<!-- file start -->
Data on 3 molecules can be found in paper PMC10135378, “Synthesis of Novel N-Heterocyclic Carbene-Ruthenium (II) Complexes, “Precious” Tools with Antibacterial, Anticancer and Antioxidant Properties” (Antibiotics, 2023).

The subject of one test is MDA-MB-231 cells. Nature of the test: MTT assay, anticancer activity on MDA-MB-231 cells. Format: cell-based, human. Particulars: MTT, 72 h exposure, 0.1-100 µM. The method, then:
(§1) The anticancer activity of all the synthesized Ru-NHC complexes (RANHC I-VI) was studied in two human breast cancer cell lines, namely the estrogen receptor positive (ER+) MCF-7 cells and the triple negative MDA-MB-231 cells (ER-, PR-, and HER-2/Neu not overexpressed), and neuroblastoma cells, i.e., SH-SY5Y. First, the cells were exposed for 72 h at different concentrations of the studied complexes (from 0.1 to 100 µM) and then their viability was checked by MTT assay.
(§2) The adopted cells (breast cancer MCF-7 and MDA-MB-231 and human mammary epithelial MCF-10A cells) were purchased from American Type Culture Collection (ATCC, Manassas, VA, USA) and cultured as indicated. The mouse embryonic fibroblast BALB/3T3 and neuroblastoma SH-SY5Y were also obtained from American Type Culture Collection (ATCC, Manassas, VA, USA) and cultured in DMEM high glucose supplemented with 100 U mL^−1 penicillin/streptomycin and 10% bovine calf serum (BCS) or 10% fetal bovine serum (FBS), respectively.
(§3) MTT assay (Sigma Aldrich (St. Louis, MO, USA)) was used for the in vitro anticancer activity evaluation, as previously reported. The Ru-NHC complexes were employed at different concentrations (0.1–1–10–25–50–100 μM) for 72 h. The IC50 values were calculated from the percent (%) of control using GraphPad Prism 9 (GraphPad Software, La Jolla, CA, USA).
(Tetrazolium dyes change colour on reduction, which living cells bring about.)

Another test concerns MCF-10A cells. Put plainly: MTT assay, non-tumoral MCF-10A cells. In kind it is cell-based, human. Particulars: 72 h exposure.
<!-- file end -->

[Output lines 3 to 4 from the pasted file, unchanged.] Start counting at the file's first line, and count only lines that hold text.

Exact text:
(§1) The anticancer activity of all the synthesized Ru-NHC complexes (RANHC I-VI) was studied in two human breast cancer cell lines, namely the estrogen receptor positive (ER+) MCF-7 cells and the triple negative MDA-MB-231 cells (ER-, PR-, and HER-2/Neu not overexpressed), and neuroblastoma cells, i.e., SH-SY5Y. First, the cells were exposed for 72 h at different concentrations of the studied complexes (from 0.1 to 100 µM) and then their viability was checked by MTT assay.
(§2) The adopted cells (breast cancer MCF-7 and MDA-MB-231 and human mammary epithelial MCF-10A cells) were purchased from American Type Culture Collection (ATCC, Manassas, VA, USA) and cultured as indicated. The mouse embryonic fibroblast BALB/3T3 and neuroblastoma SH-SY5Y were also obtained from American Type Culture Collection (ATCC, Manassas, VA, USA) and cultured in DMEM high glucose supplemented with 100 U mL^−1 penicillin/streptomycin and 10% bovine calf serum (BCS) or 10% fetal bovine serum (FBS), respectively.